Birse Construction Ltd v Haiste Ltd and ors; CA (Nourse, Roch LJJ, Sir John May); 5 Dec 1995
On the true construction of s 1(1) of the Civil Liability (Contribution) Act 1978, which provided that "any person liable in respect of any damage suffered by another person may recover contribution from any other person liable in respect of the same damage", the words "the same damage" meant damage suffered by the same person.
Richard Gray QC (Fenwick Elliott) for the appellant; Robert Akenhead QC, Adrian Williamson (Alastair Thomson & Partners) for the respondent.
Doorbar v Alltime Securities Ltd; CA(Hirst, Peter Gibson LJJ, Forbes J); 30 Nov 1995
Where, at a creditors' meeting to approve a voluntary arrangement, the chairman "agreed" under r5.17(3) of the Insolvency Rules 1986 (SI no 1925) to put an estimated minimum value on a creditor's unliquidated or unascertained debt so as to entitle that creditor to vote at the meeting, he was doing no more than expressing his willingness to put that value on the debt. It was not necessary for him actually to reach an agreement as to the debt's value with the creditor or anyone else. It would materially diminish the utility of voluntary arrangements if creditors with such claims were free not to be bound by the arrangement simply by choosing not to agree a minimum value which was not to their liking.
Anthony Zacaroli (Isadore Goldman) for the debtor; Amanda Tipples (Tinklin Springall, Beckenham) for the creditor.
Amey Properties Ltd v Cornhill Insurance plc; QBD(Comm Ct)(Tucker J); 7 Nov 1995
Where an insurance company wanted to defend an indemnity claim under a motor insurance policy by relying on a clause in the policy which required the vehicle to be kept in good repair, the insurance company had to prove that the insured had been negligent in the upkeep of the vehicle. The test of recklessness did not apply in motor insurance cases but applied in employer liability insurance and property insurance.
Alistair Schaff (Ince & Co) for the plaintiff; Roger Ter Haar QC (Beachcroft Stanleys) for the defendant.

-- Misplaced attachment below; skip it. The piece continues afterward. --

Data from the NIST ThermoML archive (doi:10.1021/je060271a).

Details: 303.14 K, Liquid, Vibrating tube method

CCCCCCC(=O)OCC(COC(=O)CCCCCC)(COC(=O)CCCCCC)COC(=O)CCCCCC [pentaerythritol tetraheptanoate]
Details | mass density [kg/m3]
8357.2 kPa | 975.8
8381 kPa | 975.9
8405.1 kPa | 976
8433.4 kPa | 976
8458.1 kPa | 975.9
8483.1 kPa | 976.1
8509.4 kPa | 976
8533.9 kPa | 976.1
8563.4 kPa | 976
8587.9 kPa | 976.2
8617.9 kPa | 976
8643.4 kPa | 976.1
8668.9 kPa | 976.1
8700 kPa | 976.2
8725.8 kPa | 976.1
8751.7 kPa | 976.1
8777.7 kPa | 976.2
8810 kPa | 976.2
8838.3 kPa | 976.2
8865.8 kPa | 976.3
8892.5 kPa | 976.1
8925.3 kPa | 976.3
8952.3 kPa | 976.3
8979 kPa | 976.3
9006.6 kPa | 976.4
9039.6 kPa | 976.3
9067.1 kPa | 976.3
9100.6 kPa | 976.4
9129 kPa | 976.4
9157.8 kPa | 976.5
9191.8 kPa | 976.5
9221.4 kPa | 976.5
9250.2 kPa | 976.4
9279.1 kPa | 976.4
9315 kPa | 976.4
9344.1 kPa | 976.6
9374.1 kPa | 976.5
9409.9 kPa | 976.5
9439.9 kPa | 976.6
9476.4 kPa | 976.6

Egon Olderndorff v Liberia Corpn; QBD(Comm Ct)(Clarke J); 16 Nov 1995
A contract made between a Japanese company and a German company was subject to art 3 of the Rome Convention 1980 even though the parties had not expressly agreed whether English or Japanese law was to apply because the plaintiff had demonstrated with reasonably certainty that the parties had intended English law to govern. As art 3 was similar to the position at common law a similar test could be applied. Therefore the fact that the contract expressly provided for arbitration in London, and was in a well-known English charter party which contained standard clauses with well-known meanings in English law, was sufficient for the contract to come within art 3 and accordingly be governed by English law.
Victor Lyon (Watson Farley & Williams) for the plaintiff; Graham Dunning (Holman Fenwick & Willan) for the defendant.
R v Yorkshire Regional Health Authority, ex p Suri; ex p Gompels; CA (Russell, Thorpe, Ralph Gibson LJJ); 29 Nov 1995
The potential effect of the relocation of a pharmacist's premises upon the business of competitors providing pharmaceutical services in the same area was not something which a Family Health Services Authority should consider when deciding, under r 4(3) of the National Health Service (Pharmaceutical Services) Regulations 1992 (SI no 662), whether the change was a "minor relocation". The essential question for the committee was one of geography and topography and the fact that the relocation significantly affected a competitor did not prevent its being minor.
Eldred Tabachnik QC, Jonathan Fisher (Charles Russell); Alice Robinson (Charles Russell) for the applicants; Jonathan Harvie QC, Judith Beale (David F. Charlton, Nottingham) for Boots the chemists; Simon Hawkesworth QC, Keith Freeman (J.E. Perrett, Harrogate) for the health authority; Cherie Booth QC, Heather Cooper (Stephen W. Buckell, Tamworth) for Lloyds Retail Chemists.
MacArthur (inspector of taxes) v Greycoat Estates Mayfair Ltd; ChD (Sir John Vinelott); 6 Nov 1995
Yearly interest payable by a property company but agreed to be capitalised for a stated period was deductible from the company's profits under the Income and Corporation Taxes Act 1988, s 338 as a "charge on income". The relief afforded by s 338, and its predecessor s 248 of the Taxes Act 1970, was not limited to "short interest" as claimed by the Revenue.
Launcelot Henderson QC (Inland Revenue Solicitor) for the Crown; Andrew Park QC and Hugh McKay (Herbert Smith) for the taxpayer.
Value added tax
Customs and Excise Commissioners v Robert Gordon's College; HL (Lord Keith of Kinkel, Lord Lloyd of Berwick, Lord Nicholls of Birkenhead, Lord Steyn and Lord Hoffmann); 16 Nov 1995
A school, which was exempt from VAT in respect of supplies of education, did not make exempt self-supplies under the Value Added Tax Act 1994, sch 10, paras 5 and 6, when it started to use its sports facilities which it had developed on its own land, having waived VAT exemption with regard to the development. The school used the facilities under a non-exclusive licence agreement with a company, which had also waived exemption, to which it had granted a lease of the facilities. Under EC law, each transaction in the chain of supply was to be looked at separately for VAT purposes to ascertain the value added at each stage. The grant of a licence to the school was a taxable transaction and input tax could be recovered in respect of payment under the licence.
David Milne QC, Colin Tyre (Clyde & Co for Paull & Williamsons, Edinburgh) for the school; DRA Emslie QC and James Campbell (Customs & Excise Solicitor) for the Crown.Reuse content